What
can you assume on GRE geometry diagrams, and what
can’t you assume?
What you can assume:
Assumption 1
Lines appearing straight can be assumed to be straight
Attachment:
straight line angle.PNG [ 9.99 KiB  Viewed 10524 times ]

Even though from the adjacent figure you may feel a definite urge to say that AB is straight, maybe in reality there is a tiny bend which makes the angle ADB = \(179.99^o\)or ADB non collinear. Therefore, it is hard to say with certainty that angle x is \(180120 = 60^o\) . Fortunately in GRE, you are allowed to assume that lines which appear straight can be assumed to be straight. Based on the above assumption, it can be deduced from the adjacent figure that the angle x is definitely \(60^o\).
Word of Caution:
BTW, don’t confuse “straight” (meaning, “lying in a line, collinear”) with “horizontal.” Many people say “straight” when they mean “horizontal”, and this is a 100% wrong mistake that leads to a great deal of confusion. For example, you must assume a line on the GRE is “straight”, but you absolutely cannot assume it is “horizontal” if that is not stated.
Assumption 2
A polygon in GRE has a) closed shape and the sides don’t “cross” each other and that the figure is “convex” (all vertices pointing outward), not “concave” (some vertices pointing inward).
Attachment:
polygons.PNG [ 27.38 KiB  Viewed 10510 times ]

Assumption 3
Unless otherwise stated any angle in the GRE diagram refers to the smaller angle.
Attachment:
labelling of angles.PNG [ 6.25 KiB  Viewed 10508 times ]

Therefore in the adjacent figure, if nothing is mentioned about angle BAC, it's value is equal to \(x^o\) and not \(y^o\).
What you cannot assume
Visual estimation on angles
Do not assume values angles unless otherwise stated
Attachment:
right angle no.PNG [ 3.79 KiB  Viewed 10504 times ]

Attachment:
rtangleyes.PNG [ 4.02 KiB  Viewed 10510 times ]

For example, you may seem to have a strong urge to assume that the angle x in the lefthand side figure to be \(90^o\). However, it is one the most famous traps of GRE to dupe students into making this mistake. Unless otherwise explicitly stated, for example in the right hand side figure where you can take angle x to be \(90^o\).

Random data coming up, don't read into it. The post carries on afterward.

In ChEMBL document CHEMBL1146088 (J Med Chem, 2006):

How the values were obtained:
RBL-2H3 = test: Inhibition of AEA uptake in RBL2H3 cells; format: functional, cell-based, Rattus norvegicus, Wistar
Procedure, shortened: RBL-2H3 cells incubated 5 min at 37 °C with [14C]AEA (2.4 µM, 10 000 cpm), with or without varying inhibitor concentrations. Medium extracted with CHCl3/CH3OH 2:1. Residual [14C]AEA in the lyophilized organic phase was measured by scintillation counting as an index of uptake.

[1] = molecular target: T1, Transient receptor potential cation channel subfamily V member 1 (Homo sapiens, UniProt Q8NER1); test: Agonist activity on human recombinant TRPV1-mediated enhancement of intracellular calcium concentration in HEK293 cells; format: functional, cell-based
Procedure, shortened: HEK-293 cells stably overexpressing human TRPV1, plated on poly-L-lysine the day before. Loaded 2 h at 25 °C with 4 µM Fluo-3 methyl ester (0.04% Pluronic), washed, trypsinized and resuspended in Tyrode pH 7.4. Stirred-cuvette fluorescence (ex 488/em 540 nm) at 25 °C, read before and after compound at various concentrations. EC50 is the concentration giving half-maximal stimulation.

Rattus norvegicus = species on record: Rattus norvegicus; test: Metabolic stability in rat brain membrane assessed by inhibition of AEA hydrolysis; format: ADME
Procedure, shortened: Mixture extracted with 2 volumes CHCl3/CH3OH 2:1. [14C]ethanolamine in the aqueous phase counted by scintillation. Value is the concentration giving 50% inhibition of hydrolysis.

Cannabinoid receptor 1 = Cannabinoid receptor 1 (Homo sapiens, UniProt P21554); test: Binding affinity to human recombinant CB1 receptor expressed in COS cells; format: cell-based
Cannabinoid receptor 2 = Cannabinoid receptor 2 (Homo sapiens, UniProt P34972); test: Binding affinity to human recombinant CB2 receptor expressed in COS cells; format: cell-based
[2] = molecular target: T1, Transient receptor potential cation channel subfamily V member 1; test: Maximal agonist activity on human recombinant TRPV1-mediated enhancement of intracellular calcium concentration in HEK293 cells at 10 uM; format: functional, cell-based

Do not assume numerical comparison of angles based on visual estimation
Attachment:
anglescompsare.PNG [ 6.52 KiB  Viewed 10487 times ]

For example, in the lefthand side picture the only things you can assume are as follows:
 \(y + x = 180^o\)
 \(y,x> 0\)

y is greater than x
You can assume that the line AB which appears straight is straight meaning \(y+x = 180^o\) and both the angles are positive. However, assuming that y is greater than x based on the diagram will be a fatal mistake which will rob you off your dream 170 score in quants.
Parallelism
If not stated explicitly, you cannot assume parallelism.
Attachment:
parallelism.PNG [ 5.21 KiB  Viewed 10507 times ]

Based on the adjacent figure, it will be wrong to assume that line \(l_{1}\) is parallel to \(l_{2}\).
Deduction vs Assumption
Finally, it’s important to know the theorems and the defined properties of shapes. For example, if you are told that two angles in a triangle are equal, then by that extraordinary theorem, the Isosceles Triangle theorem, you also know the two opposite sides are congruent. If you are told that a figure is, say, a rhombus, then you automatically know it has all the defined properties of a rhombus (four congruent sides, congruent opposite angles, perpendicular diagonals). Technically, if you know something as the result of a definition or a theorem, then you are
deducing it,
not assuming it, but this is still in the broad categories of things you need to know about your diagram that were not explicitly stated.
Summary
Just to wrap up this interesting topic, the following points or take way should be always in your head while tackling GRE geometry questions:
 Figures not necessarily drawn to scale
 Avoid visual estimation
Be very clear on what you can assume and what you can’t assume — I would guess that over 80% of all the mistakes that folks make on GRE Geometry problems involving diagrams result from improper assumptions.
Try the practice questions below to get a hang of the fundamentals discussed above!! Good luck !
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